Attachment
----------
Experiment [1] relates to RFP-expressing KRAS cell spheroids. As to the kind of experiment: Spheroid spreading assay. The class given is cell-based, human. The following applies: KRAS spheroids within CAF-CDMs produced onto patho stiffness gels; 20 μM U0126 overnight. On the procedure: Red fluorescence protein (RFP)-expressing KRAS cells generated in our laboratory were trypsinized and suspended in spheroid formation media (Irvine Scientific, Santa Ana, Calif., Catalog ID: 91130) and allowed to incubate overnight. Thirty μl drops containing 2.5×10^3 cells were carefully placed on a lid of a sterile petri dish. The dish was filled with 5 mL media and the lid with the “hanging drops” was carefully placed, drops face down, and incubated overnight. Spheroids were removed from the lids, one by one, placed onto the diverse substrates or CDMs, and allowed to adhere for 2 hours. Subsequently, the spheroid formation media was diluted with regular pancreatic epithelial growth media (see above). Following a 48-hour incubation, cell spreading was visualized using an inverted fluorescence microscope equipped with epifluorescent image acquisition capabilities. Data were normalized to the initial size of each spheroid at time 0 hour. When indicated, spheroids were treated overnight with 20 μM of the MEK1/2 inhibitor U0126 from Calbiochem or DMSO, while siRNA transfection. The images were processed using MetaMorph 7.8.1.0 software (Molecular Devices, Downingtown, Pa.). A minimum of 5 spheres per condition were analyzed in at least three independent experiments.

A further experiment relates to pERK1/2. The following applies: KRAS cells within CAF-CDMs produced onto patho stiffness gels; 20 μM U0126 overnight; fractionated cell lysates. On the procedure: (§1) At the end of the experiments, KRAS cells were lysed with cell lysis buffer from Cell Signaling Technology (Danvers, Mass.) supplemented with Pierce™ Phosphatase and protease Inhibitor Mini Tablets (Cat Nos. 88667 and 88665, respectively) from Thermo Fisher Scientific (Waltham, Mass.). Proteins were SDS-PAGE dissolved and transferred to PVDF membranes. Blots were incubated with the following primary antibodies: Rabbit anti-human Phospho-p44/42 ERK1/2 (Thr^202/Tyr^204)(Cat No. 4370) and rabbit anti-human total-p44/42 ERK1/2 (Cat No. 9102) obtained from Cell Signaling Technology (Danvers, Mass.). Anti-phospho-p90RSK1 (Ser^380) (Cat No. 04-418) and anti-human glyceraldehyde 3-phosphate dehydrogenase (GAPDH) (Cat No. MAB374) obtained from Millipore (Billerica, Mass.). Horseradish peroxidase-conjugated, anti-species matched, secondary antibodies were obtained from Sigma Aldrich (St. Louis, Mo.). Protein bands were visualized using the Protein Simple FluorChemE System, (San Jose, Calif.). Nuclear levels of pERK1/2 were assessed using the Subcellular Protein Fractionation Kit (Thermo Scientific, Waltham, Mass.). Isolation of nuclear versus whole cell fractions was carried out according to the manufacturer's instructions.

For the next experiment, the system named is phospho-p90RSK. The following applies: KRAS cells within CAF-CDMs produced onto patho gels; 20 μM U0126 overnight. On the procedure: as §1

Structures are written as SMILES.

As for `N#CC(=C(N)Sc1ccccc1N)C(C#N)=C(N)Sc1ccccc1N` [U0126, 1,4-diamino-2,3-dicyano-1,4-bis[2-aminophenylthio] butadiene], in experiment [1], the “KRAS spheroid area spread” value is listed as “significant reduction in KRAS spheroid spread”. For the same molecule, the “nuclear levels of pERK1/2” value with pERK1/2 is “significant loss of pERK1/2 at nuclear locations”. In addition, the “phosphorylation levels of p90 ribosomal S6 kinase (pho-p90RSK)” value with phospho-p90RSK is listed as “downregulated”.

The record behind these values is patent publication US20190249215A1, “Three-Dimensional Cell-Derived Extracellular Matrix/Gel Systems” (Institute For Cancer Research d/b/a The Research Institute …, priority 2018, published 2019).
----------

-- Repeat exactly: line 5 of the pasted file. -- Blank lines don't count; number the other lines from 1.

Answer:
As for `N#CC(=C(N)Sc1ccccc1N)C(C#N)=C(N)Sc1ccccc1N` [U0126, 1,4-diamino-2,3-dicyano-1,4-bis[2-aminophenylthio] butadiene], in experiment [1], the “KRAS spheroid area spread” value is listed as “significant reduction in KRAS spheroid spread”. For the same molecule, the “nuclear levels of pERK1/2” value with pERK1/2 is “significant loss of pERK1/2 at nuclear locations”. In addition, the “phosphorylation levels of p90 ribosomal S6 kinase (pho-p90RSK)” value with phospho-p90RSK is listed as “downregulated”.